July 19, 2016
Dare board approves contract for permitting Hatteras dredging
By IRENE NOLAN
its meeting on Monday, July 18, the Dare County Board of Commissioners
unanimously approved a $55,524 contract with Coastal Planning &
Engineering of North Carolina (CPE-NC) to obtain permits for dredging
to maintain the Hatteras Inlet navigation channels.
The board selected the Wilmington company at its June 20 meeting to
assist the county in obtaining the needed permits for long-term
maintenance of the sand-clogged channels that allow vessels to transit
from the Hatteras docks into the ocean.
Under the contract, CPE-NC will provide engineering, environmental, and
geotechnical services to the county to produce an environmental
assessment, essential fish habitat assessment, and biological
assessment of the project, along with a Major CAMA permit application
and a U.S. Army Corps of Engineers permit application.
The permits would seek authorization from the Army Corps and the state
for maintenance of the "West Channel" -- also known as the Connecting
Channel -- with the Army Corps sidecast dredge Merritt or hopper
dredges Murden and Currituck. It would also seek a permit for
dredging on the Ocean Bar Channel if necessary to move from the West
Channel to an offshore spoil area for disposal of the dredged sand.
Dare County manager Bobby Outten said in an interview after the meeting
that it is expected to take six to nine months for the company to
produce the environmental documents and receive the permits. The
company would provide monthly updates to the county.
Since the Army Corps is not authorized to dredge in the Connecting
Channel or the inlet bar, the county's goal is for the state, which can
dredge in the area, to obtain the permits and then contract with the
Corps to do the work.
Outten said that the state's Division of Water Quality has requested a
memorandum of understanding from the Army Corps to allow the dredging
to happen, but has not received it yet.
Outten also said that money is not the problem. The county has
the money in its inlet maintenance fund for its share of the dredging
-- funds that will be matched by the sate -- but that it must wait for
the MOA and the permits.
Those cannot come soon enough for the commercial boat captains who must
use the inlet and for the businesses in Hatteras village that depend on
that boat traffic.
During last night's public comment session, three Hatteras villagers
spoke to the board from the Fessenden Center in Buxton.
"We still have a problem with Hatteras Inlet," said Steve "Creature"
Coulter, who is a member of the county's Oregon Inlet and Waterways
Coulter was referring to the North Carolina Department of
Transportation's Ferry Division's latest attempt to dredge the
Connecting Channel, which began on June 23 and ended on June 30.
"I went out of town one weekend and when I came back, the dredge was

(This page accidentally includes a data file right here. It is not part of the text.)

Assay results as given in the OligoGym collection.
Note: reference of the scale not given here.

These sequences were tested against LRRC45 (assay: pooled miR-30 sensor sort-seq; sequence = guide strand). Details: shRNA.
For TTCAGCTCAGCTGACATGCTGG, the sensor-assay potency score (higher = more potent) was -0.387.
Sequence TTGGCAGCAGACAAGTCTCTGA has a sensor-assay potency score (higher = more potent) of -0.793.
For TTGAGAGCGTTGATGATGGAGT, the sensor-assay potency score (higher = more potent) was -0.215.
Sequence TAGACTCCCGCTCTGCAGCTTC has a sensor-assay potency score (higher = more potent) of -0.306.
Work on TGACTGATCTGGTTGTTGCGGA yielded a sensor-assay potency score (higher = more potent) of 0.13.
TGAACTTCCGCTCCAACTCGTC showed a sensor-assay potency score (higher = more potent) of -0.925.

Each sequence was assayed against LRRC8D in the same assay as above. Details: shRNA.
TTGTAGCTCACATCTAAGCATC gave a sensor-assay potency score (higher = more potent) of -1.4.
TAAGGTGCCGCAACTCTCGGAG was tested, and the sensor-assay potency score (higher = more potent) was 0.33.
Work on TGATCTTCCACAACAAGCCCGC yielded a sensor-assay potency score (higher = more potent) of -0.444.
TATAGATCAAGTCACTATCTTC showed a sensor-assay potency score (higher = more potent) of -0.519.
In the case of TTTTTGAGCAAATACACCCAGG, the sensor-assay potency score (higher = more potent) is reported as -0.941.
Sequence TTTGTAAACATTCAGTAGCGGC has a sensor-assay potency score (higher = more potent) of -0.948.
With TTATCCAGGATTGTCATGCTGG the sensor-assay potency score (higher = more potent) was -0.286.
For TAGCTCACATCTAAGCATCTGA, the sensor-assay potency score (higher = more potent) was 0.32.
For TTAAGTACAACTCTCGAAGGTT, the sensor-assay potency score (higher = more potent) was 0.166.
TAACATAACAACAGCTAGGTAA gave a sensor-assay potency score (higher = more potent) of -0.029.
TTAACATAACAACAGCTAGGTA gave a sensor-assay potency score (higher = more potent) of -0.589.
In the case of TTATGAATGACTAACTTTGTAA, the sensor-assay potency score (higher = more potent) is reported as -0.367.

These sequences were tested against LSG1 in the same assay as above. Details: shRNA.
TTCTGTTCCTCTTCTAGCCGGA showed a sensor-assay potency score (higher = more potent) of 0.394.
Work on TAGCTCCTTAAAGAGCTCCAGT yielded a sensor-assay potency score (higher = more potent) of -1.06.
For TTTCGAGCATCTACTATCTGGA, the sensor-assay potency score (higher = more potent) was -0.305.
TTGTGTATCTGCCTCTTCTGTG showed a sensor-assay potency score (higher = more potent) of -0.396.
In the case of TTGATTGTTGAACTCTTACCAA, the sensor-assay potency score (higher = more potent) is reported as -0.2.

gone," said charter boat captain Rom Whitaker. "We need help.
Whatever we can do on this end, let us know."
"One day we have a dredge that's completed one third of the task, and
the next day, it is gone," said boat captain Ernie Foster, also a
waterways commission member. "We are desperate."
Boat captains made the point at last week's commission meeting and
again at last night's public comment session that the channel is still
not safe to use at times, depending on the wind and the tide.
Coulter used two mid-calf height green boots to make his point to the commissioners.
"On a good day, every charter boat is going through this much water," he said, stacking one boot on top of the other.
Then he took one boot away.
"On a bad day, we're bumping bottom," he said.
"On a bad day, there's not even a foot," said Whitaker. "You get
everyone to go to the front of the boat and hope you get through."
"I urge you to fast track the memorandum of agreement with the U.S.
Army Corps of Engineers," said Dan Oden whose family owns Oden's Dock
in Hatteras village.
Oden said he would welcome any of the commissioners to come down to the
village either in the morning when the boats go out or in the afternoon
when they come in to listen to the traffic on the marine radio as
captains try to transit the most shoaled areas. It's tough to
hear, Oden noted.
Captains also again mentioned last night that transient boats are not
coming to Hatteras village because they fear damaging their vessels in
The commissioners approved the contract with CPE-NC without discussion
or comment. Nor did any of the six commissioners present mention the
inlet issues during commissioner's business at the end of the meeting
when each of them can make comments on anything they want to.
Commissioner Allen Burrus of Hatteras village did not attend the
Commissioner Allen Burrus of Hatteras village did not attend the meeting because of a death in his family.